JICA can make changes to the agreement or suspend loan aid, grant aid, or technical cooperation in case the project proponents do not meet the guidelines set out or the project will have an adverse impact on the environment because of the failure of the proponents to supply adequate and correct information during the review process. In cases where JICA concludes non-possibility of environmental and social considerations despite adequate measures, it will recommend the Ministry of Foreign Affairs of Japan (MOFA) to discontinue the project.
As all levels and kinds of the Indian authorities are violating all the basic norms, procedures, and requirements of the JICA Guidelines for Environmental and Social Considerations 2010, in letter and spirit, this attitude clearly invites necessary, appropriate, and prompt action from JICA.
In 2014, the Government of India introduced amendments to ‘The Right to Fair Compensation and Transparency in Land Acquisition, Rehabilitation and Resettlement Act, 2013’ (a Central Act) diluting the stringent provisions of social impact assessment and consent clauses in the 2013 Act by the promulgation of the Land Acquisition Ordinance under Article 123 on the last day of December 2014. The provisions of the ordinance were sought to be kept alive by repeated promulgation on April 3 and May 30 of 2015. The Central Ordinance eventually lapsed on August 31, 2015. The stage then shifted to the states. Several states including Gujarat and Maharashtra then sought to implement the content of the Ordinance by routing it through their respective state legislatures. The Right to Fair Compensation and Transparency in Land Acquisition, Rehabilitation and Resettlement Act, 2013, whereby the basic structure of the Original central Act has been unconstitutionally changed to give exemption to large categories of projects from consent provisions, Social Impact Assessment, Objections by affected citizens and participation of local bodies.
With the advent of the NDA government in 2014, the crisis in environmental policies in India has reached unparalleled proportions and worsened by leaps and bounds. There has since been a spate of changes in environmental laws in order to allow for urbanization, industrialization, and unfettered development to the detriment of the environment and, often, the local and regional public.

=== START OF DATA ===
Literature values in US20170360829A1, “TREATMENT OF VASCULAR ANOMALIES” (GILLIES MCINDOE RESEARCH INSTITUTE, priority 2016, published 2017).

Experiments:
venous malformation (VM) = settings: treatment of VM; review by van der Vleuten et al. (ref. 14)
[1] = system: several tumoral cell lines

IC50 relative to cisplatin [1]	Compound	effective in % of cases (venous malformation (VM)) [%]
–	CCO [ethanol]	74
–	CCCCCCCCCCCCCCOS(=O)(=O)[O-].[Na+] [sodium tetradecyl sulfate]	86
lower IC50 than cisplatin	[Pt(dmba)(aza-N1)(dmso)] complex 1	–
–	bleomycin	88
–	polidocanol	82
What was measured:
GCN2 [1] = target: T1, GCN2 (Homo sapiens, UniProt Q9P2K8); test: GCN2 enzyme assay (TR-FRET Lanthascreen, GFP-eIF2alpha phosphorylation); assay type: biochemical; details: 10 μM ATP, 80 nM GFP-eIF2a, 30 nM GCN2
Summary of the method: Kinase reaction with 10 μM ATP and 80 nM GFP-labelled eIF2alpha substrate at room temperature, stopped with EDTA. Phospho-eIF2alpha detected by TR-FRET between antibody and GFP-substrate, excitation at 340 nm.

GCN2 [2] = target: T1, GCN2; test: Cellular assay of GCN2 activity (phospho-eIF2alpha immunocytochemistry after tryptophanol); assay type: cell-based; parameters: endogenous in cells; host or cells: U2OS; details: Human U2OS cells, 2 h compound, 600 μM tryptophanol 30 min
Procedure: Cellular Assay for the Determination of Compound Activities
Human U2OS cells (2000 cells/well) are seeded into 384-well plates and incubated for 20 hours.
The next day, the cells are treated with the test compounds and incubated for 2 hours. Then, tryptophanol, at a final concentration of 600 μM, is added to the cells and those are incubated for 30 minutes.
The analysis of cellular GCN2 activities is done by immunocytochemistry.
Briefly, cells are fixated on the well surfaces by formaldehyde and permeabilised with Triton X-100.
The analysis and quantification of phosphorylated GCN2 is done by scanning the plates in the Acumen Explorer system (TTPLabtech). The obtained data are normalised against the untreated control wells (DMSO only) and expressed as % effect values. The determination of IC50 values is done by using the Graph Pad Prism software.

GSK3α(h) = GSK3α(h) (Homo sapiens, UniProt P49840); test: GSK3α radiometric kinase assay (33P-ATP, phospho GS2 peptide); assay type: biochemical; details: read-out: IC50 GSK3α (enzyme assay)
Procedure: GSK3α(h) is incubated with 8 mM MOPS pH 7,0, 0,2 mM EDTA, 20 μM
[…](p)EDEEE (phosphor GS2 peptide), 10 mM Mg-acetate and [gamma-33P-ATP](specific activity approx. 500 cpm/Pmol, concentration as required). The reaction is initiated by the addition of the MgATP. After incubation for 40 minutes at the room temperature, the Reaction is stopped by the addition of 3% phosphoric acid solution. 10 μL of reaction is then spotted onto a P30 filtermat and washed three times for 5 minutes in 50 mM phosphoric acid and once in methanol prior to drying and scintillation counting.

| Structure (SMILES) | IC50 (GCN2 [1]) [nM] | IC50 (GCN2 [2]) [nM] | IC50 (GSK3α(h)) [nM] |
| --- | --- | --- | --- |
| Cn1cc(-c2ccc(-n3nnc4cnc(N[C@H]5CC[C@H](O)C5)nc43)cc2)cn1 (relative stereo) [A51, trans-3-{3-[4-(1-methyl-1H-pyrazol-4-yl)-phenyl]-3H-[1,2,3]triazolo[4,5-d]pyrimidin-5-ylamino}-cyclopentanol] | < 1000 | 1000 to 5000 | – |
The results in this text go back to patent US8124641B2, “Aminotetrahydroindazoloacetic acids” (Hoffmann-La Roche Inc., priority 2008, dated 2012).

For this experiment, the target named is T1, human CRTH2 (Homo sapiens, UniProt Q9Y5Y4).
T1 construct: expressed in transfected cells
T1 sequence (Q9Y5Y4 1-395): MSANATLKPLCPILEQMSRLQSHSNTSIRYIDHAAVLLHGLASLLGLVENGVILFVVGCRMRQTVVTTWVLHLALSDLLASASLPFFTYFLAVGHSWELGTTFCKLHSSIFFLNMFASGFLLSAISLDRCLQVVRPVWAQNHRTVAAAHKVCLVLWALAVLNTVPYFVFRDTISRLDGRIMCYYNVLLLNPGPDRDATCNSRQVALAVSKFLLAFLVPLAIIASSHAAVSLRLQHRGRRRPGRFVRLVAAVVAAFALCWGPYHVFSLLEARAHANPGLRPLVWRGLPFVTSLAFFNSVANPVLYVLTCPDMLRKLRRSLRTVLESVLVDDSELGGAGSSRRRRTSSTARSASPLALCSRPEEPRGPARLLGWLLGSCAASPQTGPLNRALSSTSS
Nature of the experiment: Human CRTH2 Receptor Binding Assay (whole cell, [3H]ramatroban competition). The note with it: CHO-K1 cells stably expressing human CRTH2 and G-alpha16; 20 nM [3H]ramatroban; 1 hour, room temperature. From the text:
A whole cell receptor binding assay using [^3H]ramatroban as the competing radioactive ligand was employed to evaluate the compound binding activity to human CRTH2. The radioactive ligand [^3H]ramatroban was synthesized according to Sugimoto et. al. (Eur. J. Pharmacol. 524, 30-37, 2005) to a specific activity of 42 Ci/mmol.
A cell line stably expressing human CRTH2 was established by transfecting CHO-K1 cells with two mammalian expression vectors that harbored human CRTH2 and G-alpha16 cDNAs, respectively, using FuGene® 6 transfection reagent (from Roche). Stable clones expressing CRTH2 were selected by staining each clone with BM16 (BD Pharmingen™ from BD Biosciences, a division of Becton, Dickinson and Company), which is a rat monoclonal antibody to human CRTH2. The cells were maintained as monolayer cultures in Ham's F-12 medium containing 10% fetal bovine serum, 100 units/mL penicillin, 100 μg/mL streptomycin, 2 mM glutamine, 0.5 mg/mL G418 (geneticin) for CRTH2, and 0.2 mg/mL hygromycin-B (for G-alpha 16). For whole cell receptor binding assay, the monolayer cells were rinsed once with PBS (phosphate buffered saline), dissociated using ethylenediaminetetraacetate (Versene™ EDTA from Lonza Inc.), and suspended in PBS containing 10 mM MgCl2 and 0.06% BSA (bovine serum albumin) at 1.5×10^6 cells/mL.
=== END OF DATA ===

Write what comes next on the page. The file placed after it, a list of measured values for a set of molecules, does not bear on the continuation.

Ensuring Appropriate Implementation of and Compliance with Guideline
If there is an objection raised regarding noncompliance with the guidelines laid out by JICA, an independent body separate from the project execution departments will be formed that will review the case. JICA also verifies the status of the implementation of the guidelines and revisits its way of procedures within 5 years of their enforcement by way of hearings of the concerned people.
Many objections have been raised by various stakeholder groups regarding the conduct of the stakeholder consultations. However, as far as the stakeholder groups are aware of the situation, no independent body to investigate or address the discrepancies or violations of JICA guidelines or Government of India’s laws and rules has been formed.
Overall, the stakeholder groups assert that the process conducted so far has failed to follow the JICA Guidelines for the Bullet Train Project in its true intent and spirit. The manner in which the project is conceptualised, proposed and planned, it grossly contradicts the sustainable development promises and policies of the Japanese Government and Indian Constitution. Such a situation will bound to set wrong precedents at the national and international levels.
If serious issues and questions are not raised at this time in the process for this project, all the national or international human rights and environmental values, treaties, laws, and regulations will prove to be paper tigers only.
We owe an apology to the Earth – Air, Mountains, Hills, Valleys, Rivers, Ravines, Tributaries, Ponds, Lakes, Sea, Forests, Land, Farmlands, Wetlands, Grasslands, Deserts, Physical and Biodiversities … Entire Nature, Other Life on Earth and all farm produce for having failed to protect and nurture them from the effects of climate change, human greed and abuses, irreversible damage, contamination, and pollution. The present “Development Model” rests on the severe exploitation of Nature, and the have-nots whose voice isn’t heard. We need to redefine “Development” to be more holistic, comprehensive and inclusive.
The authors are Environment Activists from Gujarat. The article was first published at the CADTM.